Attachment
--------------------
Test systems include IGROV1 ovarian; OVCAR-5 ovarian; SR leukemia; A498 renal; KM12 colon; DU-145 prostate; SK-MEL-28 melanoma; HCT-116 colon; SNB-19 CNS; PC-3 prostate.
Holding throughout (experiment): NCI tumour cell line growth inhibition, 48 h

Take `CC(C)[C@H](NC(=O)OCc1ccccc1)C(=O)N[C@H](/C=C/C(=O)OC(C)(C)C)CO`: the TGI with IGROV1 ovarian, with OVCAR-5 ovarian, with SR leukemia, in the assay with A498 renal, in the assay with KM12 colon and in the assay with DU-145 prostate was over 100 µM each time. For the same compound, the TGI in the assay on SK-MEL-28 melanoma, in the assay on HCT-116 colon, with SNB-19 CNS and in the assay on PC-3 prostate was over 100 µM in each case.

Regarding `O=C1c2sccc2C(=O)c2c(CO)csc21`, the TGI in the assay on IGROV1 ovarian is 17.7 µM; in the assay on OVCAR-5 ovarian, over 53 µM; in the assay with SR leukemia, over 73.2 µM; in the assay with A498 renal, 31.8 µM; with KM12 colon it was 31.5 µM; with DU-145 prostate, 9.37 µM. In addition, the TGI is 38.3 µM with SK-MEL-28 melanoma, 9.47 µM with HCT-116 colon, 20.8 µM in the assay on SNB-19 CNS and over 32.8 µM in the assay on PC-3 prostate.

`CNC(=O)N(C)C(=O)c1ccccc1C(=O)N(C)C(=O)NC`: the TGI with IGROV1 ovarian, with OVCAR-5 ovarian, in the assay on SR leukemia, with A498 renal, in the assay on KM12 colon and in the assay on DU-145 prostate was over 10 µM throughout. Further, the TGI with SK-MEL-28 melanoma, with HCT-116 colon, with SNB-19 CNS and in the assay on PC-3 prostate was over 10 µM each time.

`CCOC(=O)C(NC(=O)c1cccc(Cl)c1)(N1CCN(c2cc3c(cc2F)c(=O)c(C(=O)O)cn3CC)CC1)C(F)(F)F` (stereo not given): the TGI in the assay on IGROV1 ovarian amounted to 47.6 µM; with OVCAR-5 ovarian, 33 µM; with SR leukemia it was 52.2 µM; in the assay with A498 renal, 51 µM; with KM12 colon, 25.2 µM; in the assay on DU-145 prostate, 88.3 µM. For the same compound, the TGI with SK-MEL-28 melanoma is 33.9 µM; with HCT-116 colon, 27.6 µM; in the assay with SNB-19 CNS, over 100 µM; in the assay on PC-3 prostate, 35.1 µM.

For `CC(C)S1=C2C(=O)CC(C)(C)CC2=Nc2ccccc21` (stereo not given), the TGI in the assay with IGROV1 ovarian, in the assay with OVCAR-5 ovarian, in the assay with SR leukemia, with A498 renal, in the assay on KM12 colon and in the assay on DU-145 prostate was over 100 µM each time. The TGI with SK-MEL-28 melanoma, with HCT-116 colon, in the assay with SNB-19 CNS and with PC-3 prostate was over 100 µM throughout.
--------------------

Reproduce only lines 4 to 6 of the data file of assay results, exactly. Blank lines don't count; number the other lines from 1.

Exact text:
Regarding `O=C1c2sccc2C(=O)c2c(CO)csc21`, the TGI in the assay on IGROV1 ovarian is 17.7 µM; in the assay on OVCAR-5 ovarian, over 53 µM; in the assay with SR leukemia, over 73.2 µM; in the assay with A498 renal, 31.8 µM; with KM12 colon it was 31.5 µM; with DU-145 prostate, 9.37 µM. In addition, the TGI is 38.3 µM with SK-MEL-28 melanoma, 9.47 µM with HCT-116 colon, 20.8 µM in the assay on SNB-19 CNS and over 32.8 µM in the assay on PC-3 prostate.

`CNC(=O)N(C)C(=O)c1ccccc1C(=O)N(C)C(=O)NC`: the TGI with IGROV1 ovarian, with OVCAR-5 ovarian, in the assay on SR leukemia, with A498 renal, in the assay on KM12 colon and in the assay on DU-145 prostate was over 10 µM throughout. Further, the TGI with SK-MEL-28 melanoma, with HCT-116 colon, with SNB-19 CNS and in the assay on PC-3 prostate was over 10 µM each time.

`CCOC(=O)C(NC(=O)c1cccc(Cl)c1)(N1CCN(c2cc3c(cc2F)c(=O)c(C(=O)O)cn3CC)CC1)C(F)(F)F` (stereo not given): the TGI in the assay on IGROV1 ovarian amounted to 47.6 µM; with OVCAR-5 ovarian, 33 µM; with SR leukemia it was 52.2 µM; in the assay with A498 renal, 51 µM; with KM12 colon, 25.2 µM; in the assay on DU-145 prostate, 88.3 µM. For the same compound, the TGI with SK-MEL-28 melanoma is 33.9 µM; with HCT-116 colon, 27.6 µM; in the assay with SNB-19 CNS, over 100 µM; in the assay on PC-3 prostate, 35.1 µM.